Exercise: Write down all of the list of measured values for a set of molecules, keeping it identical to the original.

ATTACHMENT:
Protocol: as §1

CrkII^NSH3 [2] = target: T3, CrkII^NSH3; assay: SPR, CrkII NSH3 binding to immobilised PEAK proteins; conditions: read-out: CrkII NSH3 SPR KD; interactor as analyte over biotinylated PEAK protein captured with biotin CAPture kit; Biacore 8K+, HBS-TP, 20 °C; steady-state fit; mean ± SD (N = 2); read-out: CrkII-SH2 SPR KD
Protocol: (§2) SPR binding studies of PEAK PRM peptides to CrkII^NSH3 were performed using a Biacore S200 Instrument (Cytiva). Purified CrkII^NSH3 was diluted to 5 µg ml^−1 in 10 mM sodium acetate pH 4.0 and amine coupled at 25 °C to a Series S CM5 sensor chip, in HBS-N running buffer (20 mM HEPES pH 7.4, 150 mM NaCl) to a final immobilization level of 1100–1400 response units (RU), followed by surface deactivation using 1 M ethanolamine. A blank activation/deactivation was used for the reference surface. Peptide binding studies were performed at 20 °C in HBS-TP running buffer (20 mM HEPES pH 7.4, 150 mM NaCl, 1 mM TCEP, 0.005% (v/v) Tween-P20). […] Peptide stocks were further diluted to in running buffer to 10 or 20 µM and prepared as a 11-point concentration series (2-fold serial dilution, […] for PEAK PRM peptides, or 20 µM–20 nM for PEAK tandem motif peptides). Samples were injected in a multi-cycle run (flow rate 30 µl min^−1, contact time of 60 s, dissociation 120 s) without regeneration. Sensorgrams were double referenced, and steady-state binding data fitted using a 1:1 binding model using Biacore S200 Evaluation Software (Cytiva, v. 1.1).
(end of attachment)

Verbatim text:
Protocol: as §1

CrkII^NSH3 [2] = target: T3, CrkII^NSH3; assay: SPR, CrkII NSH3 binding to immobilised PEAK proteins; conditions: read-out: CrkII NSH3 SPR KD; interactor as analyte over biotinylated PEAK protein captured with biotin CAPture kit; Biacore 8K+, HBS-TP, 20 °C; steady-state fit; mean ± SD (N = 2); read-out: CrkII-SH2 SPR KD
Protocol: (§2) SPR binding studies of PEAK PRM peptides to CrkII^NSH3 were performed using a Biacore S200 Instrument (Cytiva). Purified CrkII^NSH3 was diluted to 5 µg ml^−1 in 10 mM sodium acetate pH 4.0 and amine coupled at 25 °C to a Series S CM5 sensor chip, in HBS-N running buffer (20 mM HEPES pH 7.4, 150 mM NaCl) to a final immobilization level of 1100–1400 response units (RU), followed by surface deactivation using 1 M ethanolamine. A blank activation/deactivation was used for the reference surface. Peptide binding studies were performed at 20 °C in HBS-TP running buffer (20 mM HEPES pH 7.4, 150 mM NaCl, 1 mM TCEP, 0.005% (v/v) Tween-P20). […] Peptide stocks were further diluted to in running buffer to 10 or 20 µM and prepared as a 11-point concentration series (2-fold serial dilution, […] for PEAK PRM peptides, or 20 µM–20 nM for PEAK tandem motif peptides). Samples were injected in a multi-cycle run (flow rate 30 µl min^−1, contact time of 60 s, dissociation 120 s) without regeneration. Sensorgrams were double referenced, and steady-state binding data fitted using a 1:1 binding model using Biacore S200 Evaluation Software (Cytiva, v. 1.1).